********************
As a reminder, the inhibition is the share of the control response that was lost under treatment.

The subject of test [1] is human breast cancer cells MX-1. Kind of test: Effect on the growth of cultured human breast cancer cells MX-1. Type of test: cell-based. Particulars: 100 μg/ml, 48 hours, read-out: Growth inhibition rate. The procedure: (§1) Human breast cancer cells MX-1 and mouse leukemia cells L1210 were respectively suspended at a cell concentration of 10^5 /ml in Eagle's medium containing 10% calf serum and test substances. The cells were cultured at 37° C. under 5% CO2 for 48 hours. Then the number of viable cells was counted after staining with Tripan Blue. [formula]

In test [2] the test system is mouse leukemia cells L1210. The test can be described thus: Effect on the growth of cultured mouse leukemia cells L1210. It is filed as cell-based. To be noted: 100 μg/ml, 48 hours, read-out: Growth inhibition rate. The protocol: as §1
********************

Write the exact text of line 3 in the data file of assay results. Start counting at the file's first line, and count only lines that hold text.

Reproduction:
In test [2] the test system is mouse leukemia cells L1210. The test can be described thus: Effect on the growth of cultured mouse leukemia cells L1210. It is filed as cell-based. To be noted: 100 μg/ml, 48 hours, read-out: Growth inhibition rate. The protocol: as §1